Slow Car Fast
December 26, 2009 - The first thing I did - which took about an hour - was to pull off the front bumper and other bits in the nose.
This made it a lot more comfortable to work on the engine as I could get close to it instead of having to deal with that stupendous schnozz. Seriously, it's like someone dared the designers to make the least space-efficient car possible.
entry 233 - tags: Camaro
December 26, 2009 - With the AC and radiator out, you can really see how far back the engine sits.
Remember, I've already removed at least a foot of proboscis from the car. Nice work Chevy on getting the engine so far back, but serviceability is definitely a problem.
entry 234 - tags: Camaro
December 26, 2009 - Naturally, all the wire connections (that I was able to identify) got labeled for future reference.
This will hopefully make life a lot easier in the future. Of course, as I went to actually remove the engine I discovered there were a number of connections right on the back of the engine. The sort that you only find out about as you're pulling an engine and it just doesn't want to move - and as far as I can tell, that's also the only way to access them!
entry 235 - tags: Camaro
December 26, 2009 - Due to the tight constraints of the engine bay, you have to pull the intake manifold off as well as remove the engine from the transmission to pull it out the traditional way.
The drivetrain was really intended to come out through the bottom. So I took a page from the Book of Working On Classic Minis and basically lifted the nose of the car off the engine, transmission and drivetrain as a unit. I dropped the engine on to some furniture dollies so I could simply roll it out from underneath.
I'm not sure the two cars have a whole lot more in common than than.
entry 236 - tags: Camaro
December 26, 2009 - A fairly non-compelling but obligatory picture of the liberated engine and transmission.
The whole process took about 9 hours from starting with the shovel to saying "okay, that's enough for now".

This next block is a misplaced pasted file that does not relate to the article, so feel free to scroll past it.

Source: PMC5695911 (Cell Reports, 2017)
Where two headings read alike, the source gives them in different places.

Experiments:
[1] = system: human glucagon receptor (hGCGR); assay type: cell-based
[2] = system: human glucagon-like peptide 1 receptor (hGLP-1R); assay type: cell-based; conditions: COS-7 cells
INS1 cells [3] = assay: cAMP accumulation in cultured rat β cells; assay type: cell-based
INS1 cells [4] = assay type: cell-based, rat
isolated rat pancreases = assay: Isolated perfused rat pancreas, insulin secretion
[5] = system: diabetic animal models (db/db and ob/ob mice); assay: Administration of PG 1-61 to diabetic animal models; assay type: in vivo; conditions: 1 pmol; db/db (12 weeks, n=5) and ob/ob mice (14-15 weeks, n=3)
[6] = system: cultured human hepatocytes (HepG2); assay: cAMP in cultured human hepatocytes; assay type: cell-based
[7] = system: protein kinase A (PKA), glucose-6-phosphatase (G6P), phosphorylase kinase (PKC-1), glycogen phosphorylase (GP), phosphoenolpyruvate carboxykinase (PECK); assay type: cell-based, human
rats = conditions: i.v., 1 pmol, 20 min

I learned quite a bit about working on Camaros, slowly and methodically. One thing is that they have a clutch hydraulic setup that's basically sealed. I had to pull the master cylinder and a remote reservoir out along with the engine - and let me tell you, you can stretch that factory braided clutch line pretty far without it breaking! Also, the car has a "torque tube" that's very similar to that of a Miata, but it only locates the differential and not the transmission. I guess the fact that the differential has to move up and down in the live axle would make the more solid Miata solution unworkable.
I made an unholy mess as part of the process. Transmission fluid (whoops, didn't cap the output shaft), power steering fluid (whoops, broke a line when I tried to separate the engine from the subframe) and of course, my usual mess of coolant. It's all soaking up with kitty litter right now and I'll put the subframe back in the car tomorrow so I can push it back outside and reclaim an enormous amount of garage real estate.
I've mentioned before how this is a garage build, not one done with exotic tools or expensive facilities. This engine pull would have been a lot easier with a lift. As it was, I had ice water puddled all around underneath the car as it thawed out despite my best attempts to clean off the car. As I worked on the rusty exhaust on a creeper, the sleeves of my sweatshirt would dip into the water to give me a nice surprise the next time I'd move. Sometimes, for variety, I'd dip my pantleg in it instead.
The next person who claims I have access to special tools is going to get a poke in the nose.
entry 237 - tags: Camaro
December 31, 2009 - After the big dramatic day of pulling out the engine, I continued to work.
That great engine is worthless without the wiring to run it, so I spent several days pulling out what I needed. Yanking out a wiring harness without chopping it up requires fairly substantial disassembly of the car, including pulling the dash.
GM made some weird choices when it comes to connectors. Some are the excellent GM "Weatherpak" ones. But some of the parts that appear to be sourced from the outside use a wide variety of completely different connector designs. It's a bit ridiculous, making the wiring harness appear to have been designed by a half dozen teams that never actually talked to each other.
A number of connectors are locked in to place with a secondary pin. In the picture, the orange insert needs to be pulled out (which, in this case, involved a dental pick to depress the small and difficult to access tangs) before the blue section can be removed. Why? It certainly makes the car harder to assemble and to work on. Most of the other connectors have a more common clip that can be released easily. But for some reason, there's a guy at Chevy who's paranoid about how secure a connector has to be.
entry 238 - tags: wiring
December 31, 2009 - I'm trying to isolate the wires I need so I don't need to pull the entire harness from the car.